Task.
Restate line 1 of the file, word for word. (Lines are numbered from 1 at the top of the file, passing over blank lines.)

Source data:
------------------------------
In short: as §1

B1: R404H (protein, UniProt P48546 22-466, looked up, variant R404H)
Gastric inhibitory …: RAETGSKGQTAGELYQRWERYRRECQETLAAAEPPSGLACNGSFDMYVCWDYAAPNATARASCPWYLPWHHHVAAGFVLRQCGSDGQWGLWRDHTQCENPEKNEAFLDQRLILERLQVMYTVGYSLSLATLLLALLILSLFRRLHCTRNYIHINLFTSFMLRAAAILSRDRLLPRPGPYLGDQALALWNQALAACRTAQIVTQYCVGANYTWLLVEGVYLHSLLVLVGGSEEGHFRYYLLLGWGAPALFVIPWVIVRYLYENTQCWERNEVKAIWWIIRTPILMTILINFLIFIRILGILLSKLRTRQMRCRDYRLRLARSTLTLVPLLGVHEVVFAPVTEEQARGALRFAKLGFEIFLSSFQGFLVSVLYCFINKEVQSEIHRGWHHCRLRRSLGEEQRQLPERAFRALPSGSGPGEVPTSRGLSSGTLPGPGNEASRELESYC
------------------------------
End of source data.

In short: as §1